What happens when therapists dream about their clients?

Posted on March 5, 2014

We often dream about what we've been doing and who we've been with, so it should come as little surprise to discover many psychotherapists dream about their clients. In fact a new study reports that nearly 70 per cent of thirteen participating therapists said that they'd had such dreams.

Psychologist Clara Hill and her colleagues asked the 13 student psychotherapists to keep dream journals for the duration of the time they worked at a community clinic - either one or two years. The number of dreams recorded in the journals ranged from 6 to 150 per year, and the proportion that were about clients ranged from 0 to 0.19 (average 0.06).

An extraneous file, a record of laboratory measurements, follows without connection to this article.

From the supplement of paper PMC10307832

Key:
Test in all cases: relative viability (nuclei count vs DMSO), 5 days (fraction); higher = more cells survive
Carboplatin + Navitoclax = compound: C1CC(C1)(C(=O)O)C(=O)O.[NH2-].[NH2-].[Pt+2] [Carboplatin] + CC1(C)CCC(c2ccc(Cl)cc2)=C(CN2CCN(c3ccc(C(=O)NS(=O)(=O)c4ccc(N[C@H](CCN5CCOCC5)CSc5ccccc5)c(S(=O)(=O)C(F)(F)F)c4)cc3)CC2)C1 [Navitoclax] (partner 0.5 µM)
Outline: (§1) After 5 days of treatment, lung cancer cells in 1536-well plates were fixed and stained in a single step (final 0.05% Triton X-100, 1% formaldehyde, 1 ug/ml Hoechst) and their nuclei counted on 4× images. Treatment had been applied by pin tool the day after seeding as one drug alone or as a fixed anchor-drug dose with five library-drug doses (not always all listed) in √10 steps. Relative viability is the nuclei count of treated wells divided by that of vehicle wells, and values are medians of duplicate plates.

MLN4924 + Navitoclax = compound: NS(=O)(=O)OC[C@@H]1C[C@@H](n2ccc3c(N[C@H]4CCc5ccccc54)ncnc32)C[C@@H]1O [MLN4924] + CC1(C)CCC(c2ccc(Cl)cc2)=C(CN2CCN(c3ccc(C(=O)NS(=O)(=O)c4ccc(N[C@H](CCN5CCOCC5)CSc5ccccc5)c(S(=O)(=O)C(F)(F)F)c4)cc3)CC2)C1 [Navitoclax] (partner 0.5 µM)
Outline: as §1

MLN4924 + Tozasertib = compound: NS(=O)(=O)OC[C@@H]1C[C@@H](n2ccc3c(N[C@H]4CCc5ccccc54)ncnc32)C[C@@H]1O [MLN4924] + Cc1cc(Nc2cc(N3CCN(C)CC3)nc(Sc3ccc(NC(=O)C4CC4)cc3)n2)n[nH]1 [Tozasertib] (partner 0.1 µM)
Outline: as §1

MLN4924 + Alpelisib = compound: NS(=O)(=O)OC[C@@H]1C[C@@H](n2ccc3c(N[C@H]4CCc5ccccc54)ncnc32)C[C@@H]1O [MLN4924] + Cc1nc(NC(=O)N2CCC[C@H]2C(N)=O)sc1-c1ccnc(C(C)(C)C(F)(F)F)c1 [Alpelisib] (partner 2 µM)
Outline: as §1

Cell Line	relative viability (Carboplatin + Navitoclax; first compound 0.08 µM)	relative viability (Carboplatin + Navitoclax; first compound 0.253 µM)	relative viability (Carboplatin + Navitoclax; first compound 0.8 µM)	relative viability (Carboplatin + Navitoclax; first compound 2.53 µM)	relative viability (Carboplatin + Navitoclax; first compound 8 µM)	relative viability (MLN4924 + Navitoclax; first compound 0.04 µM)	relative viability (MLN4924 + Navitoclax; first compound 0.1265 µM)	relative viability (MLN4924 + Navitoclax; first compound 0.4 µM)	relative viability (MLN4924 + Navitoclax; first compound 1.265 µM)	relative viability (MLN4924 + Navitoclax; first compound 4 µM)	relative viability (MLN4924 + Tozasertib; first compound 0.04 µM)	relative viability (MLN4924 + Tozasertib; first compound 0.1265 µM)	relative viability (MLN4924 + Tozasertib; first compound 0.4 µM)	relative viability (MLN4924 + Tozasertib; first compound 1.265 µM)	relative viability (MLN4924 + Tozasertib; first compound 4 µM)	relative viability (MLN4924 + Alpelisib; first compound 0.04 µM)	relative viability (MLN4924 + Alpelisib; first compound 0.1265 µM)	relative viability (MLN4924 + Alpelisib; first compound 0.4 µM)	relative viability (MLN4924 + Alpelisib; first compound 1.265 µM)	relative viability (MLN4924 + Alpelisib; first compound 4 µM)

The student therapists described their dreams about clients as disturbing and directly related to the therapy, often depicting the struggles involved. "Dreams appeared to function as a means for therapists to process difficulties they were experiencing in the therapy with these clients," the researchers said.

Although unpleasant, the dreams about clients appeared to be beneficial. Therapists described how the dreams of clients led to useful insights.

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Category(s):Mental Health Professions

Source material from British Psychological Society